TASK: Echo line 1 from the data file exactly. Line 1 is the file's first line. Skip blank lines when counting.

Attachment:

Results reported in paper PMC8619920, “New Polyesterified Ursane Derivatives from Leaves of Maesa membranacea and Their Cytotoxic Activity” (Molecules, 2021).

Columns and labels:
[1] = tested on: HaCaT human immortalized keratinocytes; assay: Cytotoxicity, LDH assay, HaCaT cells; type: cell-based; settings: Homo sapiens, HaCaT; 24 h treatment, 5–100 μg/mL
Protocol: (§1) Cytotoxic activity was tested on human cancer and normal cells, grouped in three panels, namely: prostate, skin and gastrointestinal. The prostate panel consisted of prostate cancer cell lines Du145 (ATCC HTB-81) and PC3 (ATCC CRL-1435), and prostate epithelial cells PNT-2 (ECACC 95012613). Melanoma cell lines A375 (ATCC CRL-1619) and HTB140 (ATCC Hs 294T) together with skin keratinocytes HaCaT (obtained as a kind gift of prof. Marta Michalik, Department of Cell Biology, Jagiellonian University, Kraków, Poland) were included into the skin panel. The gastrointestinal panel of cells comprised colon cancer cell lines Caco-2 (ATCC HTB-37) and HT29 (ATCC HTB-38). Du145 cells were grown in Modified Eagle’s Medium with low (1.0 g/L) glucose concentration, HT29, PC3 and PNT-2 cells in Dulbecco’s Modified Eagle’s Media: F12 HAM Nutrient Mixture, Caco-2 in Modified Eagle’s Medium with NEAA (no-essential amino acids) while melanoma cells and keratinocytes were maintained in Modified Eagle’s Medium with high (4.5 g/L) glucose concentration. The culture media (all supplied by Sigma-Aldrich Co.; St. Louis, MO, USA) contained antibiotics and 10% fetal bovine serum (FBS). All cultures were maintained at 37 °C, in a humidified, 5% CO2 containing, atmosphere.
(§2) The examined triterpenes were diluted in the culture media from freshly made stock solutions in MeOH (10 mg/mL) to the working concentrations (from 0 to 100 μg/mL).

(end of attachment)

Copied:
Results reported in paper PMC8619920, “New Polyesterified Ursane Derivatives from Leaves of Maesa membranacea and Their Cytotoxic Activity” (Molecules, 2021).